Gbolahan Olagunju passionate about all things javascript.

JWT authentication with Apollo Server 2: tips and tricks

5 min read 1534

JWT authentication

At some point when building an endpoint (GraphQL or REST API), you’ll want to restrict access to certain parts of your applications based on whether a user is authenticated or not.

You can do this with JSON Web Tokens (JWT) and Bcrypt. We’ll implement this on an Apollo Server that uses Prisma as the ORM of choice, but any other ORM will work.

In this article, we’ll be looking at one of the most efficient and scalable ways to perform user authentication and determine whether they are logged in or not.

There are several ways we can do this: via a cookie if you are strictly building for a web page, or by a header if you are targeting an API.

This article assumes you are familiar with the basics of performing queries and mutation in GraphQL, as well as with other concepts such as context and resolvers.

Here is a quick guide to quickly get you started Intro to GraphQL with Prisma.

Lets run the following code to quickly set up an Apollo server.

mkdir jwt-authentication
cd jwt-authentication

npm init --yes

The project directory now contains a package.json file.

npm install apollo-server graphql
touch index.js

To keep things simple and easy to follow, index.js contains just enough code to bootstrap the application.

Open the index.js in your favorite editor and paste in the following code:

const { ApolloServer, gql } = require('apollo-server');
const typeDefs = gql`
type User {
name: String!
email: String!
id: Int
}
type Query {
users: [User]
}
`;
const users = [{
name: 'Harry Potter',
email: 'harry@potter.com',
id: 23,},
{name: 'Jurassic Park',
email: 'michael@crichton.com',
id: 34 }];

const resolvers = {
Query: {
users: () => users,
 },
};

const server = new ApolloServer({ typeDefs, resolvers });

server.listen().then(({ url }) => {
console.log(`🚀  Server ready at ${url}`);
});

This is just to ensure that we have properly set up our application.

Next, we’ll set up our application to use Prisma as the ORM of choice.

JWT authentication
Output of running query on the user resolver.

To be successful, you will need to have Docker installed to run the next steps.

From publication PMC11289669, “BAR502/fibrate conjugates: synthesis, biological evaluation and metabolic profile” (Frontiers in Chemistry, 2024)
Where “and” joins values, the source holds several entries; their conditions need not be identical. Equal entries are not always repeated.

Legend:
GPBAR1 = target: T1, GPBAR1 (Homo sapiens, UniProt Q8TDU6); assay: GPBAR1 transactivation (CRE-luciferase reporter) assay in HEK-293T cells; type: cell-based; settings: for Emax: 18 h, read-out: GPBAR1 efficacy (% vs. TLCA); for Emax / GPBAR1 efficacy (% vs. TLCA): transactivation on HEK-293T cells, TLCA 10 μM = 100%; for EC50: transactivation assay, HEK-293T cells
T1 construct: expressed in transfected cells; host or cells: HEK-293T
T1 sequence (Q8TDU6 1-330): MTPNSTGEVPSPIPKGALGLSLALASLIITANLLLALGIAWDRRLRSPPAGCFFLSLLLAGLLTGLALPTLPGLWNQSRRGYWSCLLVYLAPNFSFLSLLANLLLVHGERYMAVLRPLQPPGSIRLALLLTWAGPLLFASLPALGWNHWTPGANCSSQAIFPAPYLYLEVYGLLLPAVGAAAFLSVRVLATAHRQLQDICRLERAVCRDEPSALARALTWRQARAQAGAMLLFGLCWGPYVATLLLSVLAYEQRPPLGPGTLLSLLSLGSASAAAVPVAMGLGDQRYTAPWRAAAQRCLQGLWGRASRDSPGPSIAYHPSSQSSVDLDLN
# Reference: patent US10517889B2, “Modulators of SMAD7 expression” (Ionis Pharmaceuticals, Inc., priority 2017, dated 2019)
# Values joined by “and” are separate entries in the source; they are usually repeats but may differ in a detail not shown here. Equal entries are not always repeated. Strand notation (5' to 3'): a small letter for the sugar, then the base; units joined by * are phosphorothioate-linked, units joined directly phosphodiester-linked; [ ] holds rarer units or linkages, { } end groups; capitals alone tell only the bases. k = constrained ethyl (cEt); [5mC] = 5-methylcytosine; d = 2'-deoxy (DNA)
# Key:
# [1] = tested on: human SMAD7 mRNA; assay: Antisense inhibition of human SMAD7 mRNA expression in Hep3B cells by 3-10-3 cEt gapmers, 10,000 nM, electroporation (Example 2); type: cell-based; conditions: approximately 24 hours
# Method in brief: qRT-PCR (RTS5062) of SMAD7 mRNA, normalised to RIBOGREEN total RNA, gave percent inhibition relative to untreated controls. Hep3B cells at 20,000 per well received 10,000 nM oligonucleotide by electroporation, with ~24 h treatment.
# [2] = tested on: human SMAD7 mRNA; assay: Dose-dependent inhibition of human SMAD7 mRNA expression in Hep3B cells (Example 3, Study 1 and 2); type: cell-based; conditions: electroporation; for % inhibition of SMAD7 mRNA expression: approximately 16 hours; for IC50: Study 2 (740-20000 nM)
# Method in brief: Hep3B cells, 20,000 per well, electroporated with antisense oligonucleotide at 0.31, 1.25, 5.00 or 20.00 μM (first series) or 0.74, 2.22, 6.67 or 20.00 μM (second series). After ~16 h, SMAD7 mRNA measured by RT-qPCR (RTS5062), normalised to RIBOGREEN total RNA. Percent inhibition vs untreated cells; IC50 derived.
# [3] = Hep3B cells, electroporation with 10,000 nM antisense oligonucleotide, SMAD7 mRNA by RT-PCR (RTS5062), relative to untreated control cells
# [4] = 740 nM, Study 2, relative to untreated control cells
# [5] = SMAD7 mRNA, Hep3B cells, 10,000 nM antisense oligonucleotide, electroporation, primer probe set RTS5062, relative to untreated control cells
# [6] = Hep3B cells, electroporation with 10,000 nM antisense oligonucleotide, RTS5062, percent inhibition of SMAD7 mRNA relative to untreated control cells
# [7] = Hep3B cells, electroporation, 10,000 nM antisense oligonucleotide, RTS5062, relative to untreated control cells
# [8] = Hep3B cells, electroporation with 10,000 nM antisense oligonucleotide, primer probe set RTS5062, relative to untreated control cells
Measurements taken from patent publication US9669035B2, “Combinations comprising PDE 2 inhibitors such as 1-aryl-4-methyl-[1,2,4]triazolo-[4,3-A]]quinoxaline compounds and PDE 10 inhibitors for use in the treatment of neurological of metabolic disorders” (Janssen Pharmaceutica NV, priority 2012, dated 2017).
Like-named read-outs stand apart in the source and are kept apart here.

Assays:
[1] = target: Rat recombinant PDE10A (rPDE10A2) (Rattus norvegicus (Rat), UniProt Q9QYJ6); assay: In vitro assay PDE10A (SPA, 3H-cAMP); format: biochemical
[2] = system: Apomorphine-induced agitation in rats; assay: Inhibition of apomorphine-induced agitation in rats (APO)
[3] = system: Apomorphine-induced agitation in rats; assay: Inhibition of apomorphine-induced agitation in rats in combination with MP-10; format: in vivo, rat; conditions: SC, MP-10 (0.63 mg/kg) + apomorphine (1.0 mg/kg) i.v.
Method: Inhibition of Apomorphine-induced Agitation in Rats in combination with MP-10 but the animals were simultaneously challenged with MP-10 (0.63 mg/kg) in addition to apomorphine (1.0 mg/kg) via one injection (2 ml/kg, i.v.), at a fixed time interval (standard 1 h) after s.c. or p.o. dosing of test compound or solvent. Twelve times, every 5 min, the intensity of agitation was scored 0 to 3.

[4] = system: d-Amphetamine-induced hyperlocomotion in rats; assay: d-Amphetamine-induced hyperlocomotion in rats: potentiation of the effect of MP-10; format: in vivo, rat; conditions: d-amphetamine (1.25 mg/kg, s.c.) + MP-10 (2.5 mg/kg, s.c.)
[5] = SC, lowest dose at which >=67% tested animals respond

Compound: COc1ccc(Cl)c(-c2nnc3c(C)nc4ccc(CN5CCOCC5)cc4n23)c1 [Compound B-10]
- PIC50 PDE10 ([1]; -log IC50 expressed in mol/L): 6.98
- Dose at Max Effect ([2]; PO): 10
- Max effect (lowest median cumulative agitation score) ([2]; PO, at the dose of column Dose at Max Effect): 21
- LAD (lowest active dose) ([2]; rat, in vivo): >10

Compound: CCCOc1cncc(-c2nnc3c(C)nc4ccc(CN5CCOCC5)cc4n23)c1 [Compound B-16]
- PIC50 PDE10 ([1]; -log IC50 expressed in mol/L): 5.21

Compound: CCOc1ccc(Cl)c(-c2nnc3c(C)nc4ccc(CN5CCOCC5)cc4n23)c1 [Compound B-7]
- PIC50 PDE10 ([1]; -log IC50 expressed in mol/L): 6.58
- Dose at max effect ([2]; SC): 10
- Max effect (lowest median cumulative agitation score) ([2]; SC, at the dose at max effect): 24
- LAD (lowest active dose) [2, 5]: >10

I will be using PostgreSQL as the database of choice configured on the Docker host.

Lets run the following command cd into the root of the project directory:

mkdir prisma-client
npm install -g prisma
npm install prisma-client-lib
prisma init

We will select the following options one after the other:

Create new database                  Set up a local database using Docker

Next, we’ll select the following:

PostgreSQL        PostgreSQL database

We’ll also select:

Prisma JavaScript Client

At this point we can now run the following command to complete the set up:

docker-compose up -d && prisma deploy

After successfully running this command, we’ll have the necessary files to serve as our ORM, which is generated from the the datamodel.prisma file.

All that’s left for us to do now is import the Prisma instance into our application so that we can actually interact with an a real database rather than dummy data when we make mutations or queries.

We do this by requiring this file in our index.js:

const { prisma } = require('./prisma-client/generated/prisma-client')

Now that we are here we will have to do a little restructuring of our project.

We’ll delete our array of user objects appearing from line 12 to 18 above and create two files — schema.js and resolver.js — in our project root.

Here’s what our index.js file looks like now:

const { ApolloServer } = require('apollo-server');
const typeDefs = require('./schema.js');
const { prisma } = require('./prisma-client/generated/prisma-client')
const resolvers = require('./resolver');

const server = new ApolloServer({ 
  typeDefs, 
  resolvers,
  context : () => ({
    prisma
  })
 });
server.listen().then(({ url }) => {
  console.log(`🚀  Server ready at ${url}`);
});

Our schema.js file now looks like this:

const { gql } = require('apollo-server');
const typeDefs = gql`
  type User {
    name: String!
    email: String!
    id: Int
  }
  type Query {
    users: [User]
  }
`;
module.exports = typeDefs;

Our resolvers.js file looks like this:

const resolvers = {
  Query: {
    users: async (root, args, { prisma }, info) => { 
      try {
        return prisma.users();
      } catch (error) {
        throw error;
      }
    },
  },
};
module.exports = resolvers;

Here’s what the project structure looks like:

Prisma client

Now that we have setup out of the way, let’s get to the actual coding.

We need to install a few libraries to help us with this:

npm i bcrypt jsonwebtoken
npm i nodemon -D

Then we’ll open package.json and add this line to the JSON file in the scripts section:

"dev": "nodemon index.js"

This enables us to start our server by running the following:

npm run dev

It also listens and restarts the application even as we make changes to our files.

Now that we have our project set up, let’s make some changes to our datamodel.prisma file.

Here’s what it looks like now:

type User {
  id: ID! @id
  email: String! @unique
  name: String!
  password: String!
}